In 2001, Ben Gauthier, a mechanical engineering student who had performed research under Professor Anderson’s direction, requested to make an aerogel for his senior (fourth-year) project. Ann, who had also joined Un-ion’s faculty in 1992, was a close colleague of Mary’s and knew of her work, so sent the student to speak with her. That was the initiation of their more than twenty-year collaboration on aerogel materials. Lacking the traditional equipment to fabricate aerogels (a critical point dryer), the Union College faculty and students invented a new rapid supercritical extraction (RSCE) method, on which they hold two US patents. They subse-quently established an aerogel facility at Union College that has received significant internal support and external funding (much of it from the US National Science Foundation).
Professors Carroll and Anderson first described the Union College rapid supercritical extraction (RSCE) method for aerogel fabrication to the aerogel community at the 7th International Symposium on Aerogels (Alexandria, Virginia, USA) in 2003. They published their first three aerogel-related papers in 2004 in the special issue of the Journal of Non-Crystalline Solids associated with that conference. Attending and presenting at the XIV Inter-national Sol-Gel Conference in 2007 (Montpellier, France) gave Mary, Ann and their work exposure in the broad-er sol-gel community.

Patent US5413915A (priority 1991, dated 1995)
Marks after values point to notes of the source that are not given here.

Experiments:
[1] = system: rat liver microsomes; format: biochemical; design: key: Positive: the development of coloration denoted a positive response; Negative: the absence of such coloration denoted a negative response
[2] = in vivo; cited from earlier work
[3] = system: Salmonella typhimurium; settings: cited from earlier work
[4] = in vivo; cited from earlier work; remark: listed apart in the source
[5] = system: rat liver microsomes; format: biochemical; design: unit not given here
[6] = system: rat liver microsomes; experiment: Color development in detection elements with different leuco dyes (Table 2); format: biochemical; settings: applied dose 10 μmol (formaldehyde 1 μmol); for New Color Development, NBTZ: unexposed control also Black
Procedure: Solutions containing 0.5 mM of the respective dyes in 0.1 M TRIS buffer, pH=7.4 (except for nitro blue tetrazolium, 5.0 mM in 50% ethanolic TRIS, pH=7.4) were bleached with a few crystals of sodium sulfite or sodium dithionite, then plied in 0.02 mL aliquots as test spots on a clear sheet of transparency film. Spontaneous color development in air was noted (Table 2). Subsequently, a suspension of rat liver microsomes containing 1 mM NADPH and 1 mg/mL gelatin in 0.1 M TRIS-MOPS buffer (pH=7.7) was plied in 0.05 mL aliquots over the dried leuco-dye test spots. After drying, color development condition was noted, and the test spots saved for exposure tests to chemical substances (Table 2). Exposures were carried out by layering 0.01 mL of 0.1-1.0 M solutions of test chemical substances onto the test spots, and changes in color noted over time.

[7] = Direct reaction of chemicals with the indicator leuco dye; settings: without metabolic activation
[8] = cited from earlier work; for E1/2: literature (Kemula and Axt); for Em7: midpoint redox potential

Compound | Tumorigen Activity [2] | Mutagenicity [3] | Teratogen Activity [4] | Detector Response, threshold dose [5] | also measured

An anecdote: During the XIV International Sol-Gel Conference banquet, they were at a table with Andrei Jitianu (then a postdoctoral researcher, now an ISGS Board member) and other attendees when they were surprised to hear the ISGS Board announce that they were going to perform “The Sol-Gel Song” by Liz Lax (Union College class of 2005), which they had found on the internet.
Mary also attended and presented at the XVII Interna-tional Sol-Gel Conference in 2013 (Madrid). She has attended and presented at the International Seminar on Aerogels multiple times, most recently in 2022 (Hamburg, Germany). Ann and Mary organized a symposium on aerogels as part of the 2019 ACS Northeast Regional Meeting (NERM) in Saratoga Springs, NY, USA.